There is something awe-inspiring about big civil engineering projects, where real work is done, rather than shuffling papers and endless meetings.
Launcestonians had an opportunity to watch the creation of a major enterprise on our doorstep when the Trevallyn dam and power station were built in the 1950s.
This project replaced the Duck Reach scheme, which was the first public hydro plant in the Southern Hemisphere.
Duck Reach was still serviceable, but only produced two megawatts.
The new scheme ultimately generated 102 megawatts.
The impetus came from the proposed aluminium smelter at Bell Bay.
At first, Premier Cosgrove said the Trevallyn scheme would be cancelled if the plant didn't go ahead.
That caveat soon changed, as domestic demand rapidly grew.
The location for a power station wasn't an issue, but the dam site saw conflicting interests, with upstream farmers concerned about being flooded out, while the Hydro needed a good fall to maximise efficiency.
The debate was often confused by people misunderstanding the locations of Duck Reach and the Second and Third Basins.
Duck Reach, for example, is the site of the 1890s dam, not the power station.
The site chosen was below Third Basin, and would flood it, plus an area up past Reedy Basin as far as Hadspen.
Diamond drilling commenced in 1948 to gain an understanding of the geology.
Labour shortages of the time would be met by migrants and transfer of men from the Butler's Gorge project.
By late the 1940s contracts had been awarded to a French company for construction of the tunnel, and British and Swedish companies for the power station.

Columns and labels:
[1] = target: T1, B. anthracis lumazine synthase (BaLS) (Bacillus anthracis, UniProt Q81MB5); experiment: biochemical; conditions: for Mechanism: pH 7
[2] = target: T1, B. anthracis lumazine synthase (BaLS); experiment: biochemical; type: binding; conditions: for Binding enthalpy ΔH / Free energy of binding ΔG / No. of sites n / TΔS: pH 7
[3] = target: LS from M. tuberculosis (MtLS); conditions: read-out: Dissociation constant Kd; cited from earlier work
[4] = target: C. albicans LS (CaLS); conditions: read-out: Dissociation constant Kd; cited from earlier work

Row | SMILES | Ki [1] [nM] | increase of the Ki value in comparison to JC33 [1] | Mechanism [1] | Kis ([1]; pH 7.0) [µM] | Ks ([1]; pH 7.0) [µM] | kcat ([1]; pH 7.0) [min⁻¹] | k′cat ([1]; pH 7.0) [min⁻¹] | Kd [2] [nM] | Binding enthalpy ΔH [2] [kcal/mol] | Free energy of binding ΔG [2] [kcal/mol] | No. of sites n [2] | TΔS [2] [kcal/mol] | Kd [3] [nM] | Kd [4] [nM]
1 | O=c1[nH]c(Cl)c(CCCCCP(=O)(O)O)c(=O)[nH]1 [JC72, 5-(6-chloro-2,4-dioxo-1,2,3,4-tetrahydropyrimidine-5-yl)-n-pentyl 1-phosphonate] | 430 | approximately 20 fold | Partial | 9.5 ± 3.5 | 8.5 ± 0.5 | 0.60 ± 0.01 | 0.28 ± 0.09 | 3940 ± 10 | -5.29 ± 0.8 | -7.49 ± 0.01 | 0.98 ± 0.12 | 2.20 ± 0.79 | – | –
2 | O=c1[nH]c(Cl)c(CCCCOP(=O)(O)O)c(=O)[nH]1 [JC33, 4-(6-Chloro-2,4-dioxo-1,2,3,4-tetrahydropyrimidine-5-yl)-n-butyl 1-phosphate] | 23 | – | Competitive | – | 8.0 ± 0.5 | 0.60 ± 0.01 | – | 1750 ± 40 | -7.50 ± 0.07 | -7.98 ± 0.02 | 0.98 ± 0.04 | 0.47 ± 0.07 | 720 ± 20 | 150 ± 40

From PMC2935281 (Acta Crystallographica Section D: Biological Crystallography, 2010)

Preliminary blasting work for the east end of the tunnel was already underway, shaking many homes around Pomona Road.
The Hydro had to settle some claims for damage.
The dam was the Hydro's part of the project, with the first concrete pour achieved in November 1952, after a coffer dam had been built above the site to control river flows.
That year also saw complaints from migrants about the food they were given at the huge single-men's camp.
A separate village for workers (named Marrawaylee) was located at the end of Pomona Road.
Sadly, an engineer living there fell from the dam wall and drowned in 1953. He was Vernon ("Jimmy") Wright from Sidmouth.
Jubilant French miners cheered on April 23, 1954 as they broke through to create a 3.2-kilometre tunnel (6.5 metres wide) from the dam to the power station, while at Trevallyn the scaffolding for construction of the power station began to go up.
The tunnel dropped 130 metres vertically and ran underground except for a 100-metre section at Pitt Avenue, where it was exposed by a valley.
The whole development was commissioned in 1956 - a credit to the workers, contractors and Hydro.
It's nice to know that in any future crisis, the development could supply Launceston's domestic power and water needs.
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